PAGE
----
Gujaareh, the city of dreams, suffers under the imperial rule of the Kisuati Protectorate. A city where the only law was peace now knows violence and oppression. And nightmares: a mysterious and deadly plague haunts the citizens of Gujaareh, dooming the infected to die screaming in their sleep. Trapped between dark dreams and cruel overlords, the people yearn to rise up - but Gujaareh has known peace for too long.
Someone must show them the way.
Hope lies with two outcasts: the first woman ever allowed to join the dream goddess' priesthood, and an exiled prince who longs to reclaim his birthright. Together, they must resist the Kisuati occupation and uncover the source of the killing dreams . . . before Gujaareh is lost forever.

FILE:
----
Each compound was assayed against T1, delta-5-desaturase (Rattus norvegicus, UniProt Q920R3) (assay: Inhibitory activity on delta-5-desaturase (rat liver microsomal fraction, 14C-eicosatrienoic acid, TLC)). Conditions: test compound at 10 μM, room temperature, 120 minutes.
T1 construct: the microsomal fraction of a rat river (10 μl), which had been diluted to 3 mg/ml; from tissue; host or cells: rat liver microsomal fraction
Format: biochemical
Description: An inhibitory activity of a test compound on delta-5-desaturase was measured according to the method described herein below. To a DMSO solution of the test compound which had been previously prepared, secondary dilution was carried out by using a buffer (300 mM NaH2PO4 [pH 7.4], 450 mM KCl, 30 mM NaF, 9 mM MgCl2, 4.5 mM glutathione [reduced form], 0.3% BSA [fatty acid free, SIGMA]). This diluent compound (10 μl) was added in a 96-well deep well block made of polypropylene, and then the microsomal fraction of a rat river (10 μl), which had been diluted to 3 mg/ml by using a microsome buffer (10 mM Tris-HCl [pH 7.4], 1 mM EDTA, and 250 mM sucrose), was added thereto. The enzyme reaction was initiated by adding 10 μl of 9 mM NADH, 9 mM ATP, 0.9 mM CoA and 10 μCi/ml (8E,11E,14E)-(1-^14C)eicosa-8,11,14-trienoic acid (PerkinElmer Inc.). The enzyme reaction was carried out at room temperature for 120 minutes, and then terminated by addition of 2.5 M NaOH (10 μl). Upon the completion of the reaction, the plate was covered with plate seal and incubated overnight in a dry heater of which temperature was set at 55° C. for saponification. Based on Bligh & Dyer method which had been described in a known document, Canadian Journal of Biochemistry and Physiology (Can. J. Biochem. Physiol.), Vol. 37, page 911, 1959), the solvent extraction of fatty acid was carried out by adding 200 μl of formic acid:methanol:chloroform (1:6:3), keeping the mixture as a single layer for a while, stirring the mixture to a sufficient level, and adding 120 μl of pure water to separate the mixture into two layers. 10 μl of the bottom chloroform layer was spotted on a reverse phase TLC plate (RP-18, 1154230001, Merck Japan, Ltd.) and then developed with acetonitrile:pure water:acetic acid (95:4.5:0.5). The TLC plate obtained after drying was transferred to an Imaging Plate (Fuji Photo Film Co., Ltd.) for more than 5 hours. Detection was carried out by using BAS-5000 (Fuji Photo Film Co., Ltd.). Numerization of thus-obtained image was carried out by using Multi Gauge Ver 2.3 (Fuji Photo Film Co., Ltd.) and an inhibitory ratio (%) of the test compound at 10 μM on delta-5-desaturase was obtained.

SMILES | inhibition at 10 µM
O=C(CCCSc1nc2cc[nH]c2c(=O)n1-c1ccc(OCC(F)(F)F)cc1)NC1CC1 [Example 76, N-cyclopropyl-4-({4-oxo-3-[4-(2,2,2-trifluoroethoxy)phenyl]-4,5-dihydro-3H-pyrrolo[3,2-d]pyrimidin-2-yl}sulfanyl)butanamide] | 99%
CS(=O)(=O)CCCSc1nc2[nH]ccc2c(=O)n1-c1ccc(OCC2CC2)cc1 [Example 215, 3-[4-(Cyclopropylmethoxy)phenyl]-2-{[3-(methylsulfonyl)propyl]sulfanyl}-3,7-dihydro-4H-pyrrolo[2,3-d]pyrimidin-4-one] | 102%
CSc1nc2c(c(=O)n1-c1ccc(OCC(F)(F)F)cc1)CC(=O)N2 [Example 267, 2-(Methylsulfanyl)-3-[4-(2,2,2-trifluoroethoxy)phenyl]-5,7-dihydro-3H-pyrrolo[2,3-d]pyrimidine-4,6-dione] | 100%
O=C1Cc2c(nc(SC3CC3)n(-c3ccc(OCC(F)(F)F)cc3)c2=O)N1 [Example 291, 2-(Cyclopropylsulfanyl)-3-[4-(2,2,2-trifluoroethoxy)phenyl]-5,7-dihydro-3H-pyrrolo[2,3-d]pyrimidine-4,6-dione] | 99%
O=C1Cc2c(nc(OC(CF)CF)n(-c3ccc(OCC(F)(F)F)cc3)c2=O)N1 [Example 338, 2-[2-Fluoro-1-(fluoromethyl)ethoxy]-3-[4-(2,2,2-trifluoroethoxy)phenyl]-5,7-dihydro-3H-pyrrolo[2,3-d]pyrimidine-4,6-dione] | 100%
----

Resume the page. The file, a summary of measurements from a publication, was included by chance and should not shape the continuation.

Gujaareh, the city-state of dreams, is an occupied nation under the heavy hand of the Kisuati. Wanahomen, son of the insane ruler deposed by the foreigners and slain by the priest-assassins of the Hetawa (as described in The Killing Moon), could free his city from its oppressors, but he will need the support of patriots, ambitious aristocrats, Banbarra nomads, and the Hetawa themselves. The priests know Gujaareh needs a leader, but wonder whether Wanahomen carries his father's madness; they send Hanani, the first woman admitted to the ranks of the dream-healers, to both aid Wanahomen and spy on him. As factions negotiate and scheme, a deadly nightmare virus spreads through Gujaareh. Jemisin eschews simplistic adventure tropes for a nuanced approach. Some Kisuati are admirable, some of Wanahomen's allies are despicable, and the drive to free Gujaareh requires finding common ground for disparate agendas. The characters often fall flat, as does the romance between Hanani and Wanahomen, and rape and abuse are discomfitingly prominent themes, but the political intrigue and unusual setting are compelling and satisfying.